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History was made at 4:54 AM, Eastern Standard Time, Saturday, March 20, 1999, when the Breitling Orbiter 3 achieved the first nonstop round-the world balloon flight. After 19 days aloft, Switzerland's Bertrand Piccard, and the British pilot, Brian Jones, crossed an invisible line over the vast African desert and became the first aviators to circumnavigate the world in a hot-air balloon. They finally touched down early Sunday morning in southern Egypt, near the town of Mut, 19 days, 21 hours and 55 minutes after their lift-off and after having travelled over 29,000 miles. In doing so, they claimed the trophy for long distance ballooning, established in 1906, by James Gordon Bennett, a U.S. publisher.
This was the third and final attempt sponsored by the Swiss watch and precision instrument manufacturer, Breitling. The balloon floated over Mauritania past the 9 degree west longitude mark to complete the 26,179 mile trip, non-stop, a feat that has challenged and eluded dozens of balloonist before them. The journey was arduous and the duo experienced winds as slow as 20 miles per hour (mph), using up precious fuel at 8,000 feet altitude, to speeds of 100 mph in the jet streams at more than 35,000 feet.
Piccard, a 41-year-old psychiatrist who comes from a family of pioneers, used self-hypnosis during the flight to help cope with the tension. Jones, a 51-year-old balloon instructor, relied on his steady nerves to get him through the trip. Both endured the flight in a capsule that measured 16 1/2 x 10 feet. The balloon itself was 180 feet high. These two balloonists were backed by members of Orbiter 3 control center consisting of Alan Noble, Pierre Eckert, Luc Trullemans and Gerard Sermier, who kept in constant contact with the balloonists and provided them with information needed to achieve this feat.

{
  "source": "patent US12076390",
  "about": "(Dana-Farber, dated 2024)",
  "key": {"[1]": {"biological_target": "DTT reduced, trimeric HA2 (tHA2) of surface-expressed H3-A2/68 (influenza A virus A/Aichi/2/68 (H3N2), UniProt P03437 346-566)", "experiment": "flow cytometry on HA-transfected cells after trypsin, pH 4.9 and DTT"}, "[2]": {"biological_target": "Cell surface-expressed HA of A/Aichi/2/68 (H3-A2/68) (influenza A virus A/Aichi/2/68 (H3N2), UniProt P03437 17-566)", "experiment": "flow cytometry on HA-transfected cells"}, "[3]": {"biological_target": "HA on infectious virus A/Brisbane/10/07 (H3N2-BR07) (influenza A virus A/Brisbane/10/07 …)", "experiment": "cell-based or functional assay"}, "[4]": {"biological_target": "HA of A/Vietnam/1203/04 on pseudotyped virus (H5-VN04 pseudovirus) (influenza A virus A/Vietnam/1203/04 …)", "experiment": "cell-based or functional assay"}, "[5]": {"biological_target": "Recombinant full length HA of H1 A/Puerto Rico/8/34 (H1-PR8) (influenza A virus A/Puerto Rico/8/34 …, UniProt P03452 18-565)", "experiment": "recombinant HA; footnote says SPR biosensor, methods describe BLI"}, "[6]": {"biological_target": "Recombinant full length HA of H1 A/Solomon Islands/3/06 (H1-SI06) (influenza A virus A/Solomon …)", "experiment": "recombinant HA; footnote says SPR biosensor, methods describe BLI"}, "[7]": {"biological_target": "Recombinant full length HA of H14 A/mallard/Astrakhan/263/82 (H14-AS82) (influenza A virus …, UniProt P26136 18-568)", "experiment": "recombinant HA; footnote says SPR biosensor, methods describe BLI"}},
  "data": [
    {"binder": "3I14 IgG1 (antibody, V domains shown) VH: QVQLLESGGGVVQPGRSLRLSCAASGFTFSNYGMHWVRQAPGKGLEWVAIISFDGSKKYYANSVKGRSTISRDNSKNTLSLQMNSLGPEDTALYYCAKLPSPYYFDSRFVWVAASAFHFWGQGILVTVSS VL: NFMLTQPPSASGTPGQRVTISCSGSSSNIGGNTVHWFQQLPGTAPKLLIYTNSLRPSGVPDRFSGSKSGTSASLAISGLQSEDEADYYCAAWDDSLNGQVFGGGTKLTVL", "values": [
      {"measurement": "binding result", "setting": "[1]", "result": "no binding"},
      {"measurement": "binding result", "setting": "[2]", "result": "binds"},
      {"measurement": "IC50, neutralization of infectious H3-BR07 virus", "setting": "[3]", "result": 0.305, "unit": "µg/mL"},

The team lifted off from the snowy Swiss Alps on March 1, traveled south over the North African terrain, caught the jet stream east toward the Arabian Desert, India, and over Southeast Asia. The Pacific Ocean, which has been treacherous to previous balloon attempts, was smooth, and its crossing was accomplished in six days. East of Central America and seven miles up, the balloonists were trapped in a lazy spiral causing breathing problems to the two balloonists. Catching the jet stream, which finally found them, they were propelled across the Atlantic on their last leg. Piccard and Jones will collect the cash prize of one million US dollars offered by the US brewery Anheuser-Busch since 1997 for the first balloon crew to fly around the world before the turn of this century.
Piccard's adventurous nature is traditional in his family. In 1931, his grandfather, Auguste, was part of a duo that became the first men ever to take a balloon into the stratosphere, rising almost 10 miles. Three years later Auguste's twin brother, Jean-Felix, broke his brother's record, soaring even higher to 11 miles.
The first serious attempt at around-the-world flight began December 12, 1981, when Maxie Anderson and Don Ida flew 2,676 miles in the balloon Jules Verne from their lift-off in Luxor, Egypt, to their touchdown in Hansa, India, 48 hours later. The next longest balloon flight, in terms of miles, was made by the Solo Spirit 3, flown by Steve Fossett on August 7, 1998, covering 14,236 miles in almost 206 hours. Piccard and Jones also beat the endurance record of 426 hours and 25 minutes set by Andy Elson and Colin Prescott in the balloon Cable and Wireless just two weeks prior.
The preceding information was taken from several Miami Herald
articles and embellished.
The original articles appeared in the Miami Herald from Saturday, March 20, 1999 to Monday, March 22, 1999.
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